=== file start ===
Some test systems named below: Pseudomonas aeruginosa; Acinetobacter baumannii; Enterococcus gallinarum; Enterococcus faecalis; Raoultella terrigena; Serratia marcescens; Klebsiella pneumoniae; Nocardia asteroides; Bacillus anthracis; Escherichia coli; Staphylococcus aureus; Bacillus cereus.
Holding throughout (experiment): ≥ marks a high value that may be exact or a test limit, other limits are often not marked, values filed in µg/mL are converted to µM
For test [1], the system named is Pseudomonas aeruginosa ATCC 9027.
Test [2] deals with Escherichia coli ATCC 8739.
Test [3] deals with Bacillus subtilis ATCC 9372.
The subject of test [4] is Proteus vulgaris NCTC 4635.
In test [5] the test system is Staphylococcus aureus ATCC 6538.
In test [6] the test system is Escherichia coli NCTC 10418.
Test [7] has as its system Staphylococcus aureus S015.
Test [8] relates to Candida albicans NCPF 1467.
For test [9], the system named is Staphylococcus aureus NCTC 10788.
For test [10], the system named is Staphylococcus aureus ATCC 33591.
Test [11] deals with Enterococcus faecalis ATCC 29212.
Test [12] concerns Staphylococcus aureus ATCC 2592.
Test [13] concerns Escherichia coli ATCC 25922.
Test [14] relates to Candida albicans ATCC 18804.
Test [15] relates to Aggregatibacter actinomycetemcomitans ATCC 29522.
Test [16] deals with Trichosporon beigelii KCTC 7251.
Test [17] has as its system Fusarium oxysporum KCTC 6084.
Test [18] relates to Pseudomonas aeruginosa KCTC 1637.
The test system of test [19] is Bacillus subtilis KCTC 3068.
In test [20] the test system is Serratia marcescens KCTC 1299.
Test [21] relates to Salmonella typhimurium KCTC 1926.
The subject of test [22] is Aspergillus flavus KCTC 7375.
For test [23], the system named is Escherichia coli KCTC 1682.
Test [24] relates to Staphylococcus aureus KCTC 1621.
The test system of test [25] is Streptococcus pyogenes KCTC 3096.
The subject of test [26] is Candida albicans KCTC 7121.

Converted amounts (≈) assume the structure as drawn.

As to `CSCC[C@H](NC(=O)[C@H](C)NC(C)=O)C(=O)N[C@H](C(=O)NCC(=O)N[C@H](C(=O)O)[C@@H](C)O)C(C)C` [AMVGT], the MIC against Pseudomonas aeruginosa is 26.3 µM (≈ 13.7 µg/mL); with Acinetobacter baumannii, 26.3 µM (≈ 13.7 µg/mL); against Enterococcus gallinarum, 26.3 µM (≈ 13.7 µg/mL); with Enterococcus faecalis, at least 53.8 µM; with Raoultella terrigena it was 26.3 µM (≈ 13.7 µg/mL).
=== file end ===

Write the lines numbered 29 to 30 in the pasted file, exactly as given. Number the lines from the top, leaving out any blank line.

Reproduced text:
Converted amounts (≈) assume the structure as drawn.

As to `CSCC[C@H](NC(=O)[C@H](C)NC(C)=O)C(=O)N[C@H](C(=O)NCC(=O)N[C@H](C(=O)O)[C@@H](C)O)C(C)C` [AMVGT], the MIC against Pseudomonas aeruginosa is 26.3 µM (≈ 13.7 µg/mL); with Acinetobacter baumannii, 26.3 µM (≈ 13.7 µg/mL); against Enterococcus gallinarum, 26.3 µM (≈ 13.7 µg/mL); with Enterococcus faecalis, at least 53.8 µM; with Raoultella terrigena it was 26.3 µM (≈ 13.7 µg/mL).